A Look at Some U.S. Immigration Court Problems

While asylum decisions should always be fair and impartial, this is not always the case given the wide discretion immigration judges are given in deciding such cases, the lack of precedential decisions, and the fact that many of the immigration judges have come from the enforcement arm of the immigration service and all are hired by the Attorney General of the United States. These factors necessarily place the institutional role of immigration judges in conflict with expectations of fairness and impartiality in deciding asylum cases.

Those who are new to immigration court practice and unacquainted with the workings of immigration court often fail to understand why the immigration courts function so differently than our Article III, Article 1, and our state courts. In order for a wider world to understand how the immigration courts function it is important to reveal and discuss some of the recent problems in our United States immigration courts.

During the last decade, our immigration courts have wrestled with disparate asylum outcomes, both among the various immigration courts, and within the same immigration courts; an immigration judge hiring scandal between 2004 and 2006 that left many immigration positions vacant; the implementation of a 22-point Plan to improve the functioning of the immigration court; the backlog of the immigration caseload beginning in 2005; and the perpetual need to standardize immigration court rules and procedures.

Disparate Asylum Outcomes

Immigration practitioners such as myself often believed that asylum seekers were not receiving proper justice because of the disparities in grants of asylum at the trial level in the various immigration courts. Moreover, there were often disparities in outcomes within the same immigration courts. Professors Ramji-Nogales, Schoenholtz, and Schrag of Georgetown Law School in their Asylum Study have described the differing outcomes in asylum decisions as “Refugee Roulette.”

The study is a monumental piece of work that has been cited by scholars and others interested in refugee law. The Asylum Study examined asylum outcomes in Immigration Courts from 2000 through 2004 for asylum seekers from what they consider Asylum Producing Countries (APC’s). They discovered that even for asylum seekers from countries that produce a relatively high percentage of successful asylees, there are serious disparities among immigration courts in the rates at which they grant asylum to nationals of five of those countries: Albania, China, Ethiopia, Liberia and Russia.

The drafters of the Asylum Study opine that the explanation for the differences between the courts could be “simply cultural” – some courts are more likely to grant asylum while others may be especially tough on all asylum seekers. Also, differences from one region may be due to differences in the populations of asylum seekers in different geographic locations. These explanations may be true, but the question remains: is true justice being properly served with respect to asylum seekers or are they being subjected to “Refugee Roulette?”

Possible Causes of Disparities Among Immigration Judges

Judging can be difficult in any forum. It is especially difficult with respect to asylum claims because the required persecution must have taken place in a foreign country and may have occurred a great while ago with few witnesses and little documentation. Furthermore, immigration judges are required to make credibility determinations in each case and the applicants’ credibility may be suspect.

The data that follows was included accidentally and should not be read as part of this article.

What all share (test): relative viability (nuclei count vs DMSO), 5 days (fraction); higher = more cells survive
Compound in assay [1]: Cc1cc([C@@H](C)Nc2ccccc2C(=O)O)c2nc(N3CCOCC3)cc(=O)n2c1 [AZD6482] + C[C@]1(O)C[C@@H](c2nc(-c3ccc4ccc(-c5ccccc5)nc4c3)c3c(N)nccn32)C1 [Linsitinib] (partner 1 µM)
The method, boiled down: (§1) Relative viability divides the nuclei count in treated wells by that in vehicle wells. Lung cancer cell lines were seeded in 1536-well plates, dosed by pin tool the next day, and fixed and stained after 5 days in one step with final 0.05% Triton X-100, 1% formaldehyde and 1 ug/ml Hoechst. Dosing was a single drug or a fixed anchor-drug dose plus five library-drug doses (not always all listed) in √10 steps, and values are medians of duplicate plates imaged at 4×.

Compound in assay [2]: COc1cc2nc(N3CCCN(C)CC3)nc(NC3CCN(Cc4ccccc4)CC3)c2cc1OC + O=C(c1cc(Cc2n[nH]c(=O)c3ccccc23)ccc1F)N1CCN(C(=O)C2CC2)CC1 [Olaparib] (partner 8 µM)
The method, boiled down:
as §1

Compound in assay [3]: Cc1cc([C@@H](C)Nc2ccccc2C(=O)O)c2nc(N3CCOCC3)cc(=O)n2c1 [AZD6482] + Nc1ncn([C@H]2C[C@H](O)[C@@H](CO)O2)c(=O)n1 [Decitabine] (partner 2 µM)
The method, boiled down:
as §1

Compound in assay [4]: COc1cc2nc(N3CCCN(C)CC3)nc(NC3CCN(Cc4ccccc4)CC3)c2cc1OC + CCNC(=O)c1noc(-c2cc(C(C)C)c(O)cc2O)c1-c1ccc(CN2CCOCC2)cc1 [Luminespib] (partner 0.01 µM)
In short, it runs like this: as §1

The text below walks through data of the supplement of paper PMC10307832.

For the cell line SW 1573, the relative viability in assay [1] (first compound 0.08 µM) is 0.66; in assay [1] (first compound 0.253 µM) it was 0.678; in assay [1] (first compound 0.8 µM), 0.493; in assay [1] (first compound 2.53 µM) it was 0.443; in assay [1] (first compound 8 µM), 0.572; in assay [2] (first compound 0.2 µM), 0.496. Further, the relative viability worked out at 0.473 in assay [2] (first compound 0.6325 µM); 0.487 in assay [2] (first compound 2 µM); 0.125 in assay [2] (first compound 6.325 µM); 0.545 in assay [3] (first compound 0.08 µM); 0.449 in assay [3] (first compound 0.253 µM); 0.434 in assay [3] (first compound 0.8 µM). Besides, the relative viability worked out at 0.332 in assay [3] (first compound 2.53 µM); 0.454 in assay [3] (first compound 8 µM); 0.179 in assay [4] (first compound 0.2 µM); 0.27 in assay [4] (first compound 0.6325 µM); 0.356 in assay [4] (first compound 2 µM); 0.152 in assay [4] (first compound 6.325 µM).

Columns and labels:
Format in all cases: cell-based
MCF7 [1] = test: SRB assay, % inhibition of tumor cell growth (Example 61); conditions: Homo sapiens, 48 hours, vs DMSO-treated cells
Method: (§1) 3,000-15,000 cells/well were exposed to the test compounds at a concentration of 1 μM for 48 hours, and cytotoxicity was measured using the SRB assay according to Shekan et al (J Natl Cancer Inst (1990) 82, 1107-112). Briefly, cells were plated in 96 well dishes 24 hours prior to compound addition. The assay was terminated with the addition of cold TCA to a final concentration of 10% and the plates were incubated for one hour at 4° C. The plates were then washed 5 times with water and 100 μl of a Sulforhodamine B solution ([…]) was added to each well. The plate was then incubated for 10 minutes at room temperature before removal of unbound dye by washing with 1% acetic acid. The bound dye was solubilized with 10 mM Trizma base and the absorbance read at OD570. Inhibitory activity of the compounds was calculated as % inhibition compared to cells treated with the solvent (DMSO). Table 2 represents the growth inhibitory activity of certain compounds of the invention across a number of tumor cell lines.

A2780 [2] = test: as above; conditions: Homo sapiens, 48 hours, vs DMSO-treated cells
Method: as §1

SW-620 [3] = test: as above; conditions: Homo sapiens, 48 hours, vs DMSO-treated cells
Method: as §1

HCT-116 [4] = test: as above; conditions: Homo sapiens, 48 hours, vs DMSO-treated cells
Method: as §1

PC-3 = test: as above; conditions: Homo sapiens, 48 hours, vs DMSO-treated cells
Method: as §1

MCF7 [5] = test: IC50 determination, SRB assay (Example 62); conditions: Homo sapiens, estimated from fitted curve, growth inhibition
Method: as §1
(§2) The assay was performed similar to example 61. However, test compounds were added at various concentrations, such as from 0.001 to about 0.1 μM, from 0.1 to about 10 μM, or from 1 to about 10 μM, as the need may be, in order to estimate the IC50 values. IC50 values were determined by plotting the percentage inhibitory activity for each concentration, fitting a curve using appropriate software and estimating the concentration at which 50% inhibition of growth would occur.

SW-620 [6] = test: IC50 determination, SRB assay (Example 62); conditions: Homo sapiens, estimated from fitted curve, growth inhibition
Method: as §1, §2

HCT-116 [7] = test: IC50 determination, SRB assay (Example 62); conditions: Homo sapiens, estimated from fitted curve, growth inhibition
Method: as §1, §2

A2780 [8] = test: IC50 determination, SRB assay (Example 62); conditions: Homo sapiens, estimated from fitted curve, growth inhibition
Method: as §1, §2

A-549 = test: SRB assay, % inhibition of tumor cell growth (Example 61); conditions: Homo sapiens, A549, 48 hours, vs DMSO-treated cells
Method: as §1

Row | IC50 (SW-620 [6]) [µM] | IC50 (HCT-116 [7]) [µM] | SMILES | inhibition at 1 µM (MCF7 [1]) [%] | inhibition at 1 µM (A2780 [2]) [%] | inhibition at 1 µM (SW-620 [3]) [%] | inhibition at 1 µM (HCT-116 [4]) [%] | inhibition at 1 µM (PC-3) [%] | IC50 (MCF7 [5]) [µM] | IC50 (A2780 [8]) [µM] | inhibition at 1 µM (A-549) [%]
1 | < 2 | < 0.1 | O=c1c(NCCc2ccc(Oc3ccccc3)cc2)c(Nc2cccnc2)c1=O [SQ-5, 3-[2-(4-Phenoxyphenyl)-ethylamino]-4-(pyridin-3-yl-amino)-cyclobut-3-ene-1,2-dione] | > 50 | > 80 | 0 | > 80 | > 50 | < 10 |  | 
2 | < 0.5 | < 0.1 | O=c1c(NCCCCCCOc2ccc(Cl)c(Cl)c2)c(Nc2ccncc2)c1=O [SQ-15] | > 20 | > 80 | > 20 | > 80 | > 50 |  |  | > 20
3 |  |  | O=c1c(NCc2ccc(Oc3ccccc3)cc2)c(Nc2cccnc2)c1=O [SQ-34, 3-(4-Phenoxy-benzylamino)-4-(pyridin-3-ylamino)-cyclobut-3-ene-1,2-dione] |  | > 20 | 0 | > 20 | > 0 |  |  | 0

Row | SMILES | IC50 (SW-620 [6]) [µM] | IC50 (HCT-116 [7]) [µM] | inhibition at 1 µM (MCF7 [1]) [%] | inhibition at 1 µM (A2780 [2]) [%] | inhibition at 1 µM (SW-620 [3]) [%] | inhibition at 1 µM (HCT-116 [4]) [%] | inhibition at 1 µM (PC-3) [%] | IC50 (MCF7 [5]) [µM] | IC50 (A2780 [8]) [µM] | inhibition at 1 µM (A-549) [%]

Statistics reveal that the five largest immigration courts had immigration judges who were consistent outliers when it came to asylum decisions. From one-third to three-quarters of the judges on these courts granted asylum in APC cases at rates more than 50 percent greater or more than 50 percent less than the national average. The authors of the Asylum Study arrived at the conclusion that discrepancies in the grant rates between judges in the same court may be because of different geographic populations of asylum seekers in different regions. It may also be that certain asylum seekers may come from certain ethnic groups that have similarly viable asylum claims.

The Asylum Study revealed that the single most important factor affecting the outcome of an asylum seeker’s case was whether the applicant was represented by counsel. Represented asylum seekers were granted asylum at a rate of 45.6%, almost three times as high as the 16.3% grant rate for those without legal counsel. The number of dependents that an asylum seeker brought with her to the U.S. played a large role in increasing the chance of an asylum grant. Their analysis found that an asylum seeker with no dependents has a 42.3% grant rate, having one dependent increases the grant rate to 48.2%. It could be that asylum seekers who bring children in addition to a spouse appear more credible or some immigration judges may be more sympathetic to asylum seekers who have a family to protect.

The Asylum Study also found that gender of the judge had a significant impact on the likelihood that asylum would be granted. Female immigration judges granted asylum at a rate of 53.8%, while male judges granted asylum at a rate of 37.3%. The statistical calculations show eb5 projects that an asylum seeker whose case is assigned to a female judge had a 44 percent better chance of prevailing than if there is a case assigned to a male judge. This may be significant in that there are far fewer female immigration judges than male judges. Only approximately 35 percent of the 263 immigration judges are women.